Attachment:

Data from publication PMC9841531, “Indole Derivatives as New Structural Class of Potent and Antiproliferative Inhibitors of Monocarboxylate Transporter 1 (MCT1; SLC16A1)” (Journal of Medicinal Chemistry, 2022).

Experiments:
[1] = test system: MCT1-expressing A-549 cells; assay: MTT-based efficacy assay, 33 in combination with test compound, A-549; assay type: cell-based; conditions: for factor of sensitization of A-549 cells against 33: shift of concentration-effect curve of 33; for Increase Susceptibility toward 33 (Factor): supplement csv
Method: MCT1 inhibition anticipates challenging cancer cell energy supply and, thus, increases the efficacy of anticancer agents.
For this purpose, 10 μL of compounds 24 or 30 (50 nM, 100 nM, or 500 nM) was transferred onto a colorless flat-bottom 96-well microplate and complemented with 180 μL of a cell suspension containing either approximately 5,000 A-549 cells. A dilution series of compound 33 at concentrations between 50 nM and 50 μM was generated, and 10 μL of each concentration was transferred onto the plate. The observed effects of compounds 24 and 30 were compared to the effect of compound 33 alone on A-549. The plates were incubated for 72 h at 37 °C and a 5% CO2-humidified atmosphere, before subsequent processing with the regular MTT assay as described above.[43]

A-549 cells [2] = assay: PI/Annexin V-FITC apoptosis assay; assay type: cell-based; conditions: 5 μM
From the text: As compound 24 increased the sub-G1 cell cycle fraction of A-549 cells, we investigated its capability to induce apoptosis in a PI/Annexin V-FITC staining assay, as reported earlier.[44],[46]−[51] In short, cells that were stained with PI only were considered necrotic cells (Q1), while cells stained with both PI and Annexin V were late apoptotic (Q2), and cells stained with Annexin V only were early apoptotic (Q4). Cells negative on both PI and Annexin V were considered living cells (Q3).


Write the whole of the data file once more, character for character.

Data from publication PMC9841531, “Indole Derivatives as New Structural Class of Potent and Antiproliferative Inhibitors of Monocarboxylate Transporter 1 (MCT1; SLC16A1)” (Journal of Medicinal Chemistry, 2022).

Experiments:
[1] = test system: MCT1-expressing A-549 cells; assay: MTT-based efficacy assay, 33 in combination with test compound, A-549; assay type: cell-based; conditions: for factor of sensitization of A-549 cells against 33: shift of concentration-effect curve of 33; for Increase Susceptibility toward 33 (Factor): supplement csv
Method: MCT1 inhibition anticipates challenging cancer cell energy supply and, thus, increases the efficacy of anticancer agents.
For this purpose, 10 μL of compounds 24 or 30 (50 nM, 100 nM, or 500 nM) was transferred onto a colorless flat-bottom 96-well microplate and complemented with 180 μL of a cell suspension containing either approximately 5,000 A-549 cells. A dilution series of compound 33 at concentrations between 50 nM and 50 μM was generated, and 10 μL of each concentration was transferred onto the plate. The observed effects of compounds 24 and 30 were compared to the effect of compound 33 alone on A-549. The plates were incubated for 72 h at 37 °C and a 5% CO2-humidified atmosphere, before subsequent processing with the regular MTT assay as described above.[43]

A-549 cells [2] = assay: PI/Annexin V-FITC apoptosis assay; assay type: cell-based; conditions: 5 μM
From the text: As compound 24 increased the sub-G1 cell cycle fraction of A-549 cells, we investigated its capability to induce apoptosis in a PI/Annexin V-FITC staining assay, as reported earlier.[44],[46]−[51] In short, cells that were stained with PI only were considered necrotic cells (Q1), while cells stained with both PI and Annexin V were late apoptotic (Q2), and cells stained with Annexin V only were early apoptotic (Q4). Cells negative on both PI and Annexin V were considered living cells (Q3).